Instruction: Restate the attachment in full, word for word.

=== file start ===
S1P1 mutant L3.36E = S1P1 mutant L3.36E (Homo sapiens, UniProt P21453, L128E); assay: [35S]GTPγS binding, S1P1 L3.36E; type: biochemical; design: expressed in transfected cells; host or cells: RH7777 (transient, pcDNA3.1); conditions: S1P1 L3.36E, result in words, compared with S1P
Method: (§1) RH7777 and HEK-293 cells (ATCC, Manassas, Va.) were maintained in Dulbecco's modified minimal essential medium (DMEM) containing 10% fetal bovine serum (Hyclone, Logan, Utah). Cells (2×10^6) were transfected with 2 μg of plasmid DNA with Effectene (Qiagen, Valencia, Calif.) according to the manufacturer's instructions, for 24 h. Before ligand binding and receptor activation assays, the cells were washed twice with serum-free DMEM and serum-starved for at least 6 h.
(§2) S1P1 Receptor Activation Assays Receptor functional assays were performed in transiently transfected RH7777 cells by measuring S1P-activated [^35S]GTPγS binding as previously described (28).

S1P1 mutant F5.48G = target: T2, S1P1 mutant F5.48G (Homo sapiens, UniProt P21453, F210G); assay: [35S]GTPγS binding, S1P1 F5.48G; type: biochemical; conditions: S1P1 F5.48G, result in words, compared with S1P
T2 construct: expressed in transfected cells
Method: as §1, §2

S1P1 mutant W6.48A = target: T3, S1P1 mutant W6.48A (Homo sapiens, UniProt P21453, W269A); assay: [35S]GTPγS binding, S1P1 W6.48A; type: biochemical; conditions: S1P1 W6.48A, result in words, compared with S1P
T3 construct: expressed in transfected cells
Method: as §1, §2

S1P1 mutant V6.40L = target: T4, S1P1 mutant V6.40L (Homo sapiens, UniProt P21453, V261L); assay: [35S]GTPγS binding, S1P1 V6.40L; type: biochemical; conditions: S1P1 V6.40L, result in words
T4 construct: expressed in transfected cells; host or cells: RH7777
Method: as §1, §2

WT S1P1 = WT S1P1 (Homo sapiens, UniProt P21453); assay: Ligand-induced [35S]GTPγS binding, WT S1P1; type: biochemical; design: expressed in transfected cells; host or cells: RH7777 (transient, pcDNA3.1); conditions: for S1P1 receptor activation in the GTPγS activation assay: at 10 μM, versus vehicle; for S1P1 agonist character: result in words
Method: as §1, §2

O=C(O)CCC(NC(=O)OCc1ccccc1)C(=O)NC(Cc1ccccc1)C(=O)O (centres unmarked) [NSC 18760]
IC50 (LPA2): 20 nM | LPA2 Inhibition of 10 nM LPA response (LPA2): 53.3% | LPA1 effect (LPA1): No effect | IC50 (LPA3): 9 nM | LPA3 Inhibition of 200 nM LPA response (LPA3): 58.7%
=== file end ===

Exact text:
S1P1 mutant L3.36E = S1P1 mutant L3.36E (Homo sapiens, UniProt P21453, L128E); assay: [35S]GTPγS binding, S1P1 L3.36E; type: biochemical; design: expressed in transfected cells; host or cells: RH7777 (transient, pcDNA3.1); conditions: S1P1 L3.36E, result in words, compared with S1P
Method: (§1) RH7777 and HEK-293 cells (ATCC, Manassas, Va.) were maintained in Dulbecco's modified minimal essential medium (DMEM) containing 10% fetal bovine serum (Hyclone, Logan, Utah). Cells (2×10^6) were transfected with 2 μg of plasmid DNA with Effectene (Qiagen, Valencia, Calif.) according to the manufacturer's instructions, for 24 h. Before ligand binding and receptor activation assays, the cells were washed twice with serum-free DMEM and serum-starved for at least 6 h.
(§2) S1P1 Receptor Activation Assays Receptor functional assays were performed in transiently transfected RH7777 cells by measuring S1P-activated [^35S]GTPγS binding as previously described (28).

S1P1 mutant F5.48G = target: T2, S1P1 mutant F5.48G (Homo sapiens, UniProt P21453, F210G); assay: [35S]GTPγS binding, S1P1 F5.48G; type: biochemical; conditions: S1P1 F5.48G, result in words, compared with S1P
T2 construct: expressed in transfected cells
Method: as §1, §2

S1P1 mutant W6.48A = target: T3, S1P1 mutant W6.48A (Homo sapiens, UniProt P21453, W269A); assay: [35S]GTPγS binding, S1P1 W6.48A; type: biochemical; conditions: S1P1 W6.48A, result in words, compared with S1P
T3 construct: expressed in transfected cells
Method: as §1, §2

S1P1 mutant V6.40L = target: T4, S1P1 mutant V6.40L (Homo sapiens, UniProt P21453, V261L); assay: [35S]GTPγS binding, S1P1 V6.40L; type: biochemical; conditions: S1P1 V6.40L, result in words
T4 construct: expressed in transfected cells; host or cells: RH7777
Method: as §1, §2

WT S1P1 = WT S1P1 (Homo sapiens, UniProt P21453); assay: Ligand-induced [35S]GTPγS binding, WT S1P1; type: biochemical; design: expressed in transfected cells; host or cells: RH7777 (transient, pcDNA3.1); conditions: for S1P1 receptor activation in the GTPγS activation assay: at 10 μM, versus vehicle; for S1P1 agonist character: result in words
Method: as §1, §2

O=C(O)CCC(NC(=O)OCc1ccccc1)C(=O)NC(Cc1ccccc1)C(=O)O (centres unmarked) [NSC 18760]
IC50 (LPA2): 20 nM | LPA2 Inhibition of 10 nM LPA response (LPA2): 53.3% | LPA1 effect (LPA1): No effect | IC50 (LPA3): 9 nM | LPA3 Inhibition of 200 nM LPA response (LPA3): 58.7%